Monday, August 7, 2006

Genetic genealogy article - myths or mistakes?

A positive genealogy article was published today in the San Gabriel (CA) Valley Tribune newspaper here. Several local genealogists are quoted about research in general and DNA testing in particular in "Family History Research Gets a Boost" by Pam Wight (published 8/7/06?).

However, there are two particular statements about DNA research made in the article that I disagree with:

Miller predicts that within 10 years, DNA technology will be able to tell people what family line they are related to - before they do any other research.

That is pretty far-fetched - if there is a match on a Y-DNA test, then you can identify a common male ancestor sometime back in the patrilineal line. It doesn't define the exact patrilineal line, only an unknown starting point and at least two guys have the same Y-DNA, even though they may be down different lines from the common ancestor. It's only one "line" out of 16, and it doesn't define anything in the other 15 great-great-grandparent lines. There is still lots of research to do!

DNA helped WAGS member Stephen Yung find new relatives in England while searching for the birthplace of his maternal great-grandfather, Richard Chamberlain. "I wanted to know where in England the family was from; it was a stumbling block," said Yung, 66. Through Civil War military records, Yung narrowed his search to North Cadbury, England.

"There were hundreds of Chamberlains over 500 years," said Yung, who spent two weeks poring over birth, death and marriage certificates in North Cadbury in 2004. "I wrote letters to 20 of them and visited some of them. One agreed to do a DNA test."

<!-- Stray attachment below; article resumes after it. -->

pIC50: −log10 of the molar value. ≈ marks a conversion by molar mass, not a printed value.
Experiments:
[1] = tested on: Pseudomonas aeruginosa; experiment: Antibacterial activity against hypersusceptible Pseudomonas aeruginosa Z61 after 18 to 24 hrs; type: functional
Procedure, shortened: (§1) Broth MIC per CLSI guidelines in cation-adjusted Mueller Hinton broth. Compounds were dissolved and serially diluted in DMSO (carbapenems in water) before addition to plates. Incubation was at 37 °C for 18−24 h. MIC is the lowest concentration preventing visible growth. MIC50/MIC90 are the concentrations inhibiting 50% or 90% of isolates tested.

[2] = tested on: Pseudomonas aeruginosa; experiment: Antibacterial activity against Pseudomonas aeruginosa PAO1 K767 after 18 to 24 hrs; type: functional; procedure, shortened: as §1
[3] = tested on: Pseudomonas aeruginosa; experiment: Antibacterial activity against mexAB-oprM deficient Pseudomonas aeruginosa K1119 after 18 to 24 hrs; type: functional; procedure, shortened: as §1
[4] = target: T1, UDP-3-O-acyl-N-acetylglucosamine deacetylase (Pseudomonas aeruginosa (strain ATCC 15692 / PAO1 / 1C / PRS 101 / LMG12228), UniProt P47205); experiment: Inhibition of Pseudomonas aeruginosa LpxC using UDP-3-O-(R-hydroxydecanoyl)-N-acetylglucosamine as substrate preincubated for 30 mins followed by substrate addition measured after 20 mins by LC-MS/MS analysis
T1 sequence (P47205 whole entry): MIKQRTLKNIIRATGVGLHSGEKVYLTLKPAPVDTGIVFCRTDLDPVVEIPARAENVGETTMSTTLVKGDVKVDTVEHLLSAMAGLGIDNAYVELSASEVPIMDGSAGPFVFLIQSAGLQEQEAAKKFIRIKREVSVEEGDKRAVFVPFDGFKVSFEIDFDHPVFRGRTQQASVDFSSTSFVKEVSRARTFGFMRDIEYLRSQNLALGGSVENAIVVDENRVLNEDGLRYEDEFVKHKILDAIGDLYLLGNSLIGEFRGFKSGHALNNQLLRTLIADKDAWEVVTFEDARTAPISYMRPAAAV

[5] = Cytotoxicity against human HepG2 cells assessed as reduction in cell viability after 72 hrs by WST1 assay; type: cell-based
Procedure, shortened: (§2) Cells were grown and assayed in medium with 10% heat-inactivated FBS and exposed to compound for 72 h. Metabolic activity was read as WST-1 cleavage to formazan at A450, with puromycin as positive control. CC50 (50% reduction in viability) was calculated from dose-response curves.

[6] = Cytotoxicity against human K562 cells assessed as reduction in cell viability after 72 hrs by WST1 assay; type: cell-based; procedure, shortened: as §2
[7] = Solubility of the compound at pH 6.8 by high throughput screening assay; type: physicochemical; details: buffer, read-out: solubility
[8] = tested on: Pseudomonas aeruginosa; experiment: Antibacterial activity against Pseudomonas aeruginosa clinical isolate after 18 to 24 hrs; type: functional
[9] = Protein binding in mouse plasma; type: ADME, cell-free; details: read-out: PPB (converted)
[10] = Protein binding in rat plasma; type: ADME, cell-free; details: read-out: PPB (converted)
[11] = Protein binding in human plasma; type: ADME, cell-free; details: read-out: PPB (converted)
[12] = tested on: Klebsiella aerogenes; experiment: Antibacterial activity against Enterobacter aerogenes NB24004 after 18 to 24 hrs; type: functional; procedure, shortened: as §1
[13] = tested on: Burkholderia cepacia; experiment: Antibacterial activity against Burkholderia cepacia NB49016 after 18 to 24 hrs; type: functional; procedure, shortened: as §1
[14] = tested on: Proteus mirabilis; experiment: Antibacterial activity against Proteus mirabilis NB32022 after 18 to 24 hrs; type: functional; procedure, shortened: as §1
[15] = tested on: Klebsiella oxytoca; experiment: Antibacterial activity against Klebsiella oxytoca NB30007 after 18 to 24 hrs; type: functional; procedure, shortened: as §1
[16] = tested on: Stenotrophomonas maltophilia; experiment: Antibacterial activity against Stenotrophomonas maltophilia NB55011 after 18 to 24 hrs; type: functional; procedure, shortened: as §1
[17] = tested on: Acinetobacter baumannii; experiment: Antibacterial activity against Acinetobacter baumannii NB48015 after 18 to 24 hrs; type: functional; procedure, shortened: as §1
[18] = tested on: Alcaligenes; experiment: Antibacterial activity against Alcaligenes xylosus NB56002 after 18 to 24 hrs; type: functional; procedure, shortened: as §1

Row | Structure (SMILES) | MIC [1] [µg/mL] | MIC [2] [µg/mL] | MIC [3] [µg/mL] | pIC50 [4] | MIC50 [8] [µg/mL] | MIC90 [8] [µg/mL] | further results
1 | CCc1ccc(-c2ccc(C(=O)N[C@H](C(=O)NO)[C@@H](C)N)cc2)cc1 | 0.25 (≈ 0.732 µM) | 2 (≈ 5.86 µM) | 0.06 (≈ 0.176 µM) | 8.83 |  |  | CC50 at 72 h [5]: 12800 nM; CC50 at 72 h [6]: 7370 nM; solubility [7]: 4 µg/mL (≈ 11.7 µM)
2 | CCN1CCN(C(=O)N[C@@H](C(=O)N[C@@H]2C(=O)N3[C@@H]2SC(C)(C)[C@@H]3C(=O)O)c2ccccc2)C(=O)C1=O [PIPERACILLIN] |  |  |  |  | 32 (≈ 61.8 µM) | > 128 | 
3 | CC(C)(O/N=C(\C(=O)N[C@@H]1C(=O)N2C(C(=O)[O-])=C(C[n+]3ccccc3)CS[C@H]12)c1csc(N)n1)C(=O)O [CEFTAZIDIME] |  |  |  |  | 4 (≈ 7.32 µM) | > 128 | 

"He turned out to be a perfect match, so now I can trace my lineage all the way back to 1535 in North Cadbury, where there are still relatives," he added.

So did Mr. Yung use his own Y-DNA for this test? If he did, then it would help define a patrilineal ancestor, but not a maternal great-grandfather's line. He would have had to use a brother of his mother or a nephew of his mother (through a brother) to get the right Y-DNA. The other issue with Mr. Yung is he hasn't defined his lineage, only a common male ancestor at least 500 years ago.

Perhaps Mr. Yung told the story right but the reporter got it wrong. Or perhaps all of these folks have it wrong and need a DNA lecture from an expert. Megan? Colleen? How will Megan Smolenyak rate this article?

Speaking of Megan, she has a great story about how DNA proved a relationship here.

1 comment:

Anonymous said...

I was interviewed and quoted in this article. My research used census, birth, marriage, and death information, especially in the Taunton Archives for the North Cadbury parish and surrounding towns for Chamberlains. The documentation using the birth and marriage lines went back to Richard Chamberlain. He was born in 1535 in North Cadbury. I was asked to participate in a DNA study on the Chamberlains. I used two fully documented male cousins with the Chamberlain and upon my visit to North Cadbury, asked two others there to also participate. The DNA study used 35-markers. A Mass. Chamberlain line already was in the study. The five Chamberlains differed on only one marker and then by only one. I am Stephen Yung. I have over 400 Chamberlains around North Cadbury in my data bases, most of which have been linked to Richard-1535.